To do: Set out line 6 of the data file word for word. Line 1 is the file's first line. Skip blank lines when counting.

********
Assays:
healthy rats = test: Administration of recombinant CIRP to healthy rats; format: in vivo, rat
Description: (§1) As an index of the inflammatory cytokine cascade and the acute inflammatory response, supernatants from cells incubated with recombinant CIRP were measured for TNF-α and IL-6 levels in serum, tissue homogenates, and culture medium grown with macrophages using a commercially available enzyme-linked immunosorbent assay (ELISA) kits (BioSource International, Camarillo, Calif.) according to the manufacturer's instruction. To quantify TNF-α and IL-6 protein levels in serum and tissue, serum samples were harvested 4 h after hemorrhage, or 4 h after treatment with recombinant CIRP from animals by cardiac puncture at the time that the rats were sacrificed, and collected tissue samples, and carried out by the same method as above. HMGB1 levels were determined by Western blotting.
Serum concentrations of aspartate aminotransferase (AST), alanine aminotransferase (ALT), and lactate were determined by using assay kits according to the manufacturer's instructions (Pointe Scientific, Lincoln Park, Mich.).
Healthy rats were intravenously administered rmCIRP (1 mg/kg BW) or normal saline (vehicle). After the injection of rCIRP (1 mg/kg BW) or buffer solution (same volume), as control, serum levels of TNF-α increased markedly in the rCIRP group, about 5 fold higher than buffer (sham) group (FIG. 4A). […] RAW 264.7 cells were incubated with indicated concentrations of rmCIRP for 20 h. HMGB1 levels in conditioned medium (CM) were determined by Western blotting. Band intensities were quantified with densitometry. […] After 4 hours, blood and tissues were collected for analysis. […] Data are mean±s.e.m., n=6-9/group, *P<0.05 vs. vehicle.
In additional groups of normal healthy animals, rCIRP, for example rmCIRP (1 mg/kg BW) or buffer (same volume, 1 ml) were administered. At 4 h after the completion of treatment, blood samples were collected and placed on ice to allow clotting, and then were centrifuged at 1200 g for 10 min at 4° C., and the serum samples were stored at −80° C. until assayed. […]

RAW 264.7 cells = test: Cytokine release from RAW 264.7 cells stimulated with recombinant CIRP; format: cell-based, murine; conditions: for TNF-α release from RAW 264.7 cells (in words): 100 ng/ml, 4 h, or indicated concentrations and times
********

In additional groups of normal healthy animals, rCIRP, for example rmCIRP (1 mg/kg BW) or buffer (same volume, 1 ml) were administered. At 4 h after the completion of treatment, blood samples were collected and placed on ice to allow clotting, and then were centrifuged at 1200 g for 10 min at 4° C., and the serum samples were stored at −80° C. until assayed. […]